Child custody cases depend on a number of important factors. One of those factors is the child endangerment history of both parents. If you or the other parent have a history of endangerment, then you could lose your custody rights. Find out how your history of child endangerment can impact your custody case.
How Does Endangerment Impact Child Custody?
During child custody hearings, a judge makes many important considerations. For one, she needs to consider the bond between a child and a parent. Additionally, she needs to decide what is in the best interest of the child. However, much of the judge’s decision relies on past behavior of each parent. And if your past behavior resulted in child endangerment, then you may have a problem.
Child endangerment occurs when you knowingly put your child in harm’s way. It does not matter whether the harm is physical or mental. Whether negligence or recklessness was the cause of endangerment, an individual could face charges. Endangerment comes in many forms. For example, it could be something minor, like leaving a child unattended. However, it could be something more serious, like driving drunk with a child in your car.
Although child endangerment charges vary in severity, the court always takes them seriously. If you have a past child endangerment charge, then a judge will hold it against you in your battle for custody rights.
Why Does it Matter?
Children depend on their parents for everything. If you can’t keep your child safe from harm, then a judge might think that you are unsafe to be a parent. Even one endangerment incident is enough for her to believe that you might be unfit to be a parent. In a custody case, a judge needs to decide what is best for a child based on the information that she has about the parents. If that information points to you being an unfit parent, then she will take it into consideration.
Of course, child endangerment doesn’t always make you an unfit parent. Sometimes, you are a victim of circumstance. Although a judge might look into the situation surrounding your charges, it might not make a difference. The judge could still decide to deny you basic custody rights. It depends on the judge, your lawyer, and the fitness of the other parent.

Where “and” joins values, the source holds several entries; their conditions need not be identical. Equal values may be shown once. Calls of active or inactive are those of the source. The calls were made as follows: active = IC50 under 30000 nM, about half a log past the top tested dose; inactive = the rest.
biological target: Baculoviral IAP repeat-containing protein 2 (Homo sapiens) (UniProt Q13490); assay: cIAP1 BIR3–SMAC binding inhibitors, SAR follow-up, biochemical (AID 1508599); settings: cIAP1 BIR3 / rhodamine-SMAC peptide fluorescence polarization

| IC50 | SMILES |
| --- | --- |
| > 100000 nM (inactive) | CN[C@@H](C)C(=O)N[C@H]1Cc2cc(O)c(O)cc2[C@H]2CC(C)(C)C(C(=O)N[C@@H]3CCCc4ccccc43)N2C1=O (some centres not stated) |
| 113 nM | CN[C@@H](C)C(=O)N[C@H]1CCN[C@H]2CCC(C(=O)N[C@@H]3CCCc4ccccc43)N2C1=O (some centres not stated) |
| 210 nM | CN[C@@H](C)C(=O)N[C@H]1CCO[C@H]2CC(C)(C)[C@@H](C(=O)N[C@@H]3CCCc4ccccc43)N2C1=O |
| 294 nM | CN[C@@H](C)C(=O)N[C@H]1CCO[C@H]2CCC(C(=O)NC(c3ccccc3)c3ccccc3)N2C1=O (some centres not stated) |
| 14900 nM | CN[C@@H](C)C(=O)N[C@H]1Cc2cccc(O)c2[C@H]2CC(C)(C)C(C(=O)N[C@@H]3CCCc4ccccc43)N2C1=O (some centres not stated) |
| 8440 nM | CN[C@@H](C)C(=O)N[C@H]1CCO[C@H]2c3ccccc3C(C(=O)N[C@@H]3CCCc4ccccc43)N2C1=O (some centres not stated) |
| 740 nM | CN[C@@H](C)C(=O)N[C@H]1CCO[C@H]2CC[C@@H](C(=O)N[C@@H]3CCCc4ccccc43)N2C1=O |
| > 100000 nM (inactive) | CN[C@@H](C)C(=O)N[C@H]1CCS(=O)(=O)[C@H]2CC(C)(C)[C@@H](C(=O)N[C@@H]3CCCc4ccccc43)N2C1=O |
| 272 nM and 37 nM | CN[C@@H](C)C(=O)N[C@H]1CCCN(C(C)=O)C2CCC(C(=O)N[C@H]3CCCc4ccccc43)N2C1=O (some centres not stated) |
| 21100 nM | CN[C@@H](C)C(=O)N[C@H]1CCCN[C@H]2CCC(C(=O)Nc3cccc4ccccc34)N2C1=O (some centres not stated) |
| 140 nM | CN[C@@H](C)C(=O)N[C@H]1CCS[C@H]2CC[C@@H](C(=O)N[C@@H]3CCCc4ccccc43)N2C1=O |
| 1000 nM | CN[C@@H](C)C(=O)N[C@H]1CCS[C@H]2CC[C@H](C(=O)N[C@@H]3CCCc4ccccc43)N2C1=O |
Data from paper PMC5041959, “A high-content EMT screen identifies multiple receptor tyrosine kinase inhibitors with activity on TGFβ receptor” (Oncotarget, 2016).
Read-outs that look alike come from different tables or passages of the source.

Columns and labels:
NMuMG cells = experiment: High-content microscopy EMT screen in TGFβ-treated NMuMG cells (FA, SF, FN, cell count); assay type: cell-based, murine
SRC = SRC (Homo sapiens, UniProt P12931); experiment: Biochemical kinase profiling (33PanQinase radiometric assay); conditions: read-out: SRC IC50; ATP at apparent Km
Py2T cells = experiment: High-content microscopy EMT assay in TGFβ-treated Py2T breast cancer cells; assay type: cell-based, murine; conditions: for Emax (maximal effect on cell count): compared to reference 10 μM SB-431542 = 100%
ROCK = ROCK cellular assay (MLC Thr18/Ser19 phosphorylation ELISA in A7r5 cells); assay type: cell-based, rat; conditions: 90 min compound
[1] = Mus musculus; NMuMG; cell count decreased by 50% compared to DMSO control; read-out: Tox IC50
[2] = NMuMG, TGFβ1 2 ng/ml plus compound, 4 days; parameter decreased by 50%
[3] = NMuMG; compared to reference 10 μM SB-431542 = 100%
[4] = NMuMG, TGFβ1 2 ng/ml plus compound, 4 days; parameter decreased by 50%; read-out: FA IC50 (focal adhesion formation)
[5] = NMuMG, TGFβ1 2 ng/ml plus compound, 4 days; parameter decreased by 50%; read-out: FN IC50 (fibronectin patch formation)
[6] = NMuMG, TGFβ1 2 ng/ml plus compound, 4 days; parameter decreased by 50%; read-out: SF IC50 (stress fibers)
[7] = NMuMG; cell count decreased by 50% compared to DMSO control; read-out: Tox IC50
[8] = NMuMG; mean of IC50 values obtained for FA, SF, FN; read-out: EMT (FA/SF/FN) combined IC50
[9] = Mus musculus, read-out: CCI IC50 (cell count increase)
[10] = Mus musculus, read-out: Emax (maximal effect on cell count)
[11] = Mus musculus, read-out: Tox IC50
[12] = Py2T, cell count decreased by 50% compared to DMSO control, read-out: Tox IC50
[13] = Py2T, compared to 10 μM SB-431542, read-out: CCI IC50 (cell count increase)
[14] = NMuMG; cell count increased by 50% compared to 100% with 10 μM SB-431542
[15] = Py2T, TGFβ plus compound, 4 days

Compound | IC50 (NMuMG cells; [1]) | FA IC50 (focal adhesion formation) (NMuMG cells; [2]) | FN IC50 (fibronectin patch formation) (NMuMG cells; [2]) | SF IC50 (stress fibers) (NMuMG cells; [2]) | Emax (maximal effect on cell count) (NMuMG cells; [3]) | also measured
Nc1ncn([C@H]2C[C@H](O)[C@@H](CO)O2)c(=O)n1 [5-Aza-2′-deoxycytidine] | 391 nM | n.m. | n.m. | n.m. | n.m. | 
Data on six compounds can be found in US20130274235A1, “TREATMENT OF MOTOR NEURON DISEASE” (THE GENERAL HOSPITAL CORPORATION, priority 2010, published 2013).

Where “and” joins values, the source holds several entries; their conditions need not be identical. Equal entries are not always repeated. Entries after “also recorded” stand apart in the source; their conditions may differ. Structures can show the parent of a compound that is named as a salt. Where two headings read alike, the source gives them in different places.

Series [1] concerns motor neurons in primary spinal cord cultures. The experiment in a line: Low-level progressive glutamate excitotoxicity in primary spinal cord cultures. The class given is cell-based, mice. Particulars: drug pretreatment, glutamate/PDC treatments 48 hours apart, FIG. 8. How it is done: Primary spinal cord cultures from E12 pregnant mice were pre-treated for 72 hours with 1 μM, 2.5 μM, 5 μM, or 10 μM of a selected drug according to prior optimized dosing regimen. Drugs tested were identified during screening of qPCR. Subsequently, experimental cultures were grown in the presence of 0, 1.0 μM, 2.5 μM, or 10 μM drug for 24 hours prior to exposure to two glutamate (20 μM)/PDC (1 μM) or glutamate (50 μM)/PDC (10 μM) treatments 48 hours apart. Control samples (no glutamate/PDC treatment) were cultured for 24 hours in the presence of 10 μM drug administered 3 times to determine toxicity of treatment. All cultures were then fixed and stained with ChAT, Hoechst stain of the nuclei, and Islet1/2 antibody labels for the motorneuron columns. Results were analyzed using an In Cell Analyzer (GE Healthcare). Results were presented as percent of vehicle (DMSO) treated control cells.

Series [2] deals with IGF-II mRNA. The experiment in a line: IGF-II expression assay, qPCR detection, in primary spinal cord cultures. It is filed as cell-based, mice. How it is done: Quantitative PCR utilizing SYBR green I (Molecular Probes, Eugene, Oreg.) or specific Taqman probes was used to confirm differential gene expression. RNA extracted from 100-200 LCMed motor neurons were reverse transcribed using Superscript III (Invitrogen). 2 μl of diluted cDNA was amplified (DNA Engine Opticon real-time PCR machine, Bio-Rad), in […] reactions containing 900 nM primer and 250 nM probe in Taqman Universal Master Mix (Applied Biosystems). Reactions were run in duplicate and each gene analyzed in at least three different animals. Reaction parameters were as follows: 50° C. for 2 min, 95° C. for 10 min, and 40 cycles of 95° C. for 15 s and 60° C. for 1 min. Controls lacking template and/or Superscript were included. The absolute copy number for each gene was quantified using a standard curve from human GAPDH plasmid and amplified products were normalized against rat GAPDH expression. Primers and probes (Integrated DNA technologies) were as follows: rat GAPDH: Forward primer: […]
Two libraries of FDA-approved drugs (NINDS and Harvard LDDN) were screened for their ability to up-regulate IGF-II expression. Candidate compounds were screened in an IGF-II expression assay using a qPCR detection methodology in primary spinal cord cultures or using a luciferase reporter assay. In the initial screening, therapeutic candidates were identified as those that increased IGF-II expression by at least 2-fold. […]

What Could Happen?
If a judge believes that your endangerment charges are less serious, she may still choose to take away some custody rights. Instead of completely taking away your rights, she could do the following:
- Reduce the amount of visitation hours that you get
- Prevent you from getting any overnight visits with your child
- Only allow you to have supervised visitation. In this case, a third-party would monitor every one of your visits
The amount of restrictions that you face depend on many other factors. However, these restrictions are only common in minor endangerment charges. If your charge was a serious offense, then the judge could choose to withhold all of your rights as a parent.
As with many other issues, judges have a great deal of flexibility when it comes to making a decision. There is no set standard for behavior. While judges need to adhere to rules and regulations, they don’t have to rely on a set protocol for making a ruling. For example, one judge might believe that child endangerment of any kind is unacceptable. If he feels that way, then he could choose to withhold all of your rights as a parent. Meanwhile, another judge could have a different opinion. She could believe that child endangerment does not mean that you should lose your rights. Instead of withholding them all, she might offer you supervised visitation.
The only way to know what could happen in your custody case is to speak to a lawyer. When your lawyer assesses your case, he can tell you about the possible outcomes. He can also come up with a strategy to get you the best possible outcome. Without getting expert legal advice, there is no way for you to know what to expect in court.
Fighting for Your Custody Rights
If you have a history of child endangerment, then you need to fight hard for your custody rights. Even a minor incident is enough for a judge to limit your rights. When you go to court, a judge will take the incident very seriously. You need an experienced lawyer to stand up for you in court.
Your child endangerment history might not be a reason to deny you custody rights. After all, everyone makes mistakes. If your charges were a misunderstanding or a genuine mistake, then you deserve a second chance. A lawyer can explain the situation to a judge. He might be able to get you the custody agreement that you want. However, it’s not easy. Contact a lawyer today to find out what he can do for you.